LemonAid fundraiser benefits inner city Chicago “kidz”

By Bill Dwyer For Chronicle Media

Kidz Express Executive Director Doug Low (right) offers his thanks to the crowd at the Bonnie Brae LemonAid stand, and to 2017 event co-chairs Davis Birmingham and Emily Edmunds. (Photo by Bill Dwyer/for Chronicle Media)

In the years since the kids of the 700 block of Bonnie Brae in River Forest raised $400 selling lemonade on the first anniversary of the Sept. 11 terrorist attacks, the event has grown beyond anyone’s imagination.

Event co-founder Patty Henek recalls her young children and the other kids on the block simply wanting to create something that would offer an upbeat, positive message in response to that horrifically negative day in American history.

This past Sept. 11, the 700 block of Bonnie Brae was crowded with people and flooded with a warm and joyous positivity as a reported 3,000 people stopped by to drop a few dollars in a large jar, enjoy lemonade, popcorn and ice cream, and generally celebrate all that is best about America.

In process, they raised around a hundred times the amount they raised at that first lemonade stand back in 2002. While the final figures won’t be in a few more days, this year’s cash haul should be upwards of $40,000. All of it will go to a program aiding kids in a neighbor not very far from River Forest geographically, but a world away financially, Kidz Express in the west side Chicago South Austin neighborhood.

“Anyone on the block can nominate a charity,” Henek said. “We compile a list, and have an email vote.”

The top three or four vote getters are invited in to make a presentation. And this year, unlike the last several years, one garnered so much support that it was the only charity picked. The choice was nearly unanimous.

Henek said her goal is always to double what they raised the year before. The last two years that take has hovered around $37,000.

“I’d be ecstatic if they doubled it,” Kids Express executive director Doug Low said Monday. “For $3,000 or $4,000, I can hire a part-time mentor. Mentorship, he said, is central to all they do.

Low recited some of the sad and daunting statistics that beset the community he’s chosen to serve.

“There’s 91 percent unemployment in Austin for its youth,” he noted. That is coupled with shooting and murder rates that over the past six years are the highest in the city of Chicago.

The lure of the streets and gang activity is ever present for children growing up in Chicago’s West Side. But while that may seem to offer an alternative, it offers no real future.

A long line of people waits at the Bonnie Brae LemonAid fund raiser in River Forest Sept. 11, for a cup of ice cream from the popular Brown Cow Ice Cream parlor from neighboring Forest Park. (Photo by Bill Dwyer/for Chronicle Media)

“They’re right on the edge,” Low said. “Are they going to go to the streets, or are they going to stay with our program.”

Low said the best way to steer kids away from bad choices is for them to see the example set by a mentor who has made better choices.

“Not only do we hire these kids, but they’re off the streets, they’re mentoring younger kids” Low said. “Our philosophy is really simple: What better mentor can you have than someone who’s 18-22 years old who grew up in your neighborhood, who dealt with the exact same issues you’re dealing with, who’ve made positive decisions.”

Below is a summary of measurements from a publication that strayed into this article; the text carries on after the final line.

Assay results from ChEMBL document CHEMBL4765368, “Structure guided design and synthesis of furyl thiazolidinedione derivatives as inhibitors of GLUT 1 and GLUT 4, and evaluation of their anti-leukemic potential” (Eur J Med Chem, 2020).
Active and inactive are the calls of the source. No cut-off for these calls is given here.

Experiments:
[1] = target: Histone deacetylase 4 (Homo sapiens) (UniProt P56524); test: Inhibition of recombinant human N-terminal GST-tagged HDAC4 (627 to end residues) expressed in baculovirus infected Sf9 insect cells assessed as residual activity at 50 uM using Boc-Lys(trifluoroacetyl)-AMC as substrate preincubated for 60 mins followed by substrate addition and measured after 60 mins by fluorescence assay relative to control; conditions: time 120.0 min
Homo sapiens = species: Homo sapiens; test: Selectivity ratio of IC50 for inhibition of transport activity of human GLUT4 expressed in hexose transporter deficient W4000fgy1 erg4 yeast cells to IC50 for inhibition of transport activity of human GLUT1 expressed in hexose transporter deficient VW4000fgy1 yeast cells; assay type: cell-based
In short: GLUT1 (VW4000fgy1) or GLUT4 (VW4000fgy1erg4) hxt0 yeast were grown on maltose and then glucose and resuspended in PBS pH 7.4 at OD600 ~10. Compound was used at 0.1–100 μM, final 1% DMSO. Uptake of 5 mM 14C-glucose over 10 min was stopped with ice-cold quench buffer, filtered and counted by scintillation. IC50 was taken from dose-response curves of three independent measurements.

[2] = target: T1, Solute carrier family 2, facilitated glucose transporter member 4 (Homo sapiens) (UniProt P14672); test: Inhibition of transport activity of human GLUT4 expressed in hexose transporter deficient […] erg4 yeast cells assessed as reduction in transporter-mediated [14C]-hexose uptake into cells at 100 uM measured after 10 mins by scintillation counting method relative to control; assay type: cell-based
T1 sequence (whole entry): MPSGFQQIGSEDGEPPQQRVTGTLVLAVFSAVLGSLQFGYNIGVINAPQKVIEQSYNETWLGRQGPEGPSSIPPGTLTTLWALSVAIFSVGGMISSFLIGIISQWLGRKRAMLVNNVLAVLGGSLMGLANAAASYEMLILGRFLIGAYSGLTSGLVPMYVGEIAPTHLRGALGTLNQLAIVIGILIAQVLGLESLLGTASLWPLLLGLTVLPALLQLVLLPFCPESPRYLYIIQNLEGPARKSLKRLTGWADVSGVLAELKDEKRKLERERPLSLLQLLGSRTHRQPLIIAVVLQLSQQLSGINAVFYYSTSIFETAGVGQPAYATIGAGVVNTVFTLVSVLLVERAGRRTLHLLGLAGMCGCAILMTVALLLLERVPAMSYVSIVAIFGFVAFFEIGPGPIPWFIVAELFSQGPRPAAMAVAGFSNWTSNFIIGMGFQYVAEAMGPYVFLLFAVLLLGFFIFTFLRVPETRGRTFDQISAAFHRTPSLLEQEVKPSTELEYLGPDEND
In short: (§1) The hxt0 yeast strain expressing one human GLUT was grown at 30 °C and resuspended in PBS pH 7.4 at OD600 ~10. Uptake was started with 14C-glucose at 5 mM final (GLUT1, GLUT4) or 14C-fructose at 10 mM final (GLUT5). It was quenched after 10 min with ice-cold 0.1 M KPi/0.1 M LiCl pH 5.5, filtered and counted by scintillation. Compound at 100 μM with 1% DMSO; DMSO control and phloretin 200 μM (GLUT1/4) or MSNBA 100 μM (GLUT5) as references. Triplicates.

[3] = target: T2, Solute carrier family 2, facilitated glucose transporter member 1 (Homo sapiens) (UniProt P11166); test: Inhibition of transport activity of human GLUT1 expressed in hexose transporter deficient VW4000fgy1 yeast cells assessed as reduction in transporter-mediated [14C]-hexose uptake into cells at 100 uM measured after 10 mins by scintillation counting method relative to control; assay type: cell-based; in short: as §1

“It started off as a jobs training program,” Low said of the 18-year-old program. Teaching skills such as how to do a resume, how to fill out an application, to show up on time, handle a time sheet and work tasks.

“It gives us the opportunity to teach that there are consequences to their actions.”

Low said his program accepts kids starting at age 5. Starting at 14, kids are taught how to mentor others. From 16 to 18, they are mentors, and after 18, senior mentors. It is a progression that never really ends, as life skills are learned and passed on to others.


Low said the average length of participation is five years, and the average length of service by the program’s mentors is 10 years.

“I’ve got people who’ve been with us for 16, 18 years,” Low said.

One of the most important lessons KIdz Express teaches its young clients is how to navigate the larger world beyond their neighborhood.

“Our kids don’t know how to deal with white people,” Low said, adding that many South Austin youth only see whites in their area when they hop off the Eisenhower expressway to cop heroin.

“They’ve never really been exposed to white people in their lives. And part of trying to teach them about the greater world is that it’s an integrated world, and get them out of their neighborhood.”

Monday’s event was not the first time Kidz Express has benefitted from largess from the River Forest community. Several years ago Low was given $50,000 by the Grace Lutheran Church congregation, just four blocks north of the LemonAid event.

“They’re one of our biggest supporters.” Low said. “They’ve given us nearly $100,000. We could not have bought the building if it wasn’t for them.”

Moving to the former George Leland school building allowed Low’s program to expand from 50 kids daily. “We turned kids away because we were in a small building,” he said. “Now we service 200 kids a day.”

Low said he appreciates the support from people in River Forest and elsewhere.

“It makes me feel grateful, because two things are coming out of it,” he said. “It allows me to expand my program. And it’s also creating a bridge between this community and that community.”


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